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Explaining AI algorithms

Wednesday, January 17, 2018 - 15:54

One of the concerns commonly raised for Artificial Intelligence is that it may not be clear how a system reached its conclusion from the input data. The same could well be said of human decision makers: AI at least lets us choose an approach based on the kind of explainability we want. Discussions at last week's Ethical AI in HE meeting revealed several different options:

  • When we are making decisions such as awarding bursaries to students, regulators may well want to know in advance that those decisions will always be made fairly, based on the data available to them. This kind of ex ante explainability seems likely to be the most demanding, probably restricting the choice of algorithm to those using known (and meaningful to humans) parameters to convert inputs to outputs;
  • Conversely for decisions such as which course to recommend to a student, the focus is likely to be explaining to the individual affected which characteristics led to that decision being reached. Here it may be possible to use more complex models, so long as it's possible to perform some sort of retrospective sensitivity analysis (for example using the LIME approach) to discover which characteristics of the particular individual had most weight in the recommendation that was provided for them;
  • A variant of the previous type occurs where a student's future performance has been predicted and they, and their teachers, want to know how to improve it. This is likely to require a combination of information from the algorithm with human knowledge about the individual and their progress;
  • Finally there are algorithms – for example deciding which applicants are shown social medial adverts – where the only test of the algorithm is whether it delivers the planned results and we don't care how it achieved that.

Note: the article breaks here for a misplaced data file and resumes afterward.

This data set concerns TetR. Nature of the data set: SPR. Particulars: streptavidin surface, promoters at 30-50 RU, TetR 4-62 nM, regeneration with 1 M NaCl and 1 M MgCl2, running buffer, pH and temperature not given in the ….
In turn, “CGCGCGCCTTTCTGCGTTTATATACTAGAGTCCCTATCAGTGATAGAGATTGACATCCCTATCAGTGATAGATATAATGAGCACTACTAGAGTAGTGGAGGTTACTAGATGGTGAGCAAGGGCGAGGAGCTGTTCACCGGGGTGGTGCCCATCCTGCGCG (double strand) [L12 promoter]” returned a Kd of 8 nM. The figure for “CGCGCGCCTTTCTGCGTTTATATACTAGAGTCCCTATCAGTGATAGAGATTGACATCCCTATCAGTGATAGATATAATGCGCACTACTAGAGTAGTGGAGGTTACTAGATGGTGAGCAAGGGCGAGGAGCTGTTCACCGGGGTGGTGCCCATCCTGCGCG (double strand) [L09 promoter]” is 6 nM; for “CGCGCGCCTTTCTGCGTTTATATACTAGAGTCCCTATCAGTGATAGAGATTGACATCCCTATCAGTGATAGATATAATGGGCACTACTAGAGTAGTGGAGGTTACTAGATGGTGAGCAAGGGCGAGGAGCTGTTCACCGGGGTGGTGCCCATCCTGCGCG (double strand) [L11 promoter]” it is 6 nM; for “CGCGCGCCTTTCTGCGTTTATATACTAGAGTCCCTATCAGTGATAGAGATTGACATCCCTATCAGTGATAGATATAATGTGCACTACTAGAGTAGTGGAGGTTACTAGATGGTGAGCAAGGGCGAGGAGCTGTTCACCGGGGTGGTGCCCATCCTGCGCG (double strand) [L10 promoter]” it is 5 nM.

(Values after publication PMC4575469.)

Explainability won't be the only factor in our choice of algorithms: speed and accuracy are obvious other factors. But it may well carry some weight in deciding the most appropriate techniques to use in particular applications.

Finally it's interesting to compare these requirements of the educational context with the "right to explanation" contained in the General Data Protection Regulation and discussed on page 14 of in the Article 29 Working Party's draft Guidance. It seems that the education's requirements for explainability may be significantly wider and more complex.


Related to this, I've just found a fascinating paper that investigated how people like algorithms to be explained. Well worth reading the whole thing (preprint is available as open access), as there are some variations between the scenarios tested. But it seems that telling the individual what needs to change, and by how much, to change the outcome is often helpful. Explaining that the algorithm's statistics are sound doesn't seem to be.

Reuben Binns, Max Van Kleek, Michael Veale, Ulrik Lyngs, Jun Zhao and Nigel Shadbolt (2018) 'It's Reducing a Human Being to a Percentage'; Perceptions of Justice in Algorithmic Decisions. ACM Conference on Human Factors in Computing Systems (CHI'18), April 21–26, Montreal, Canada. doi: 10.1145/3173574.3173951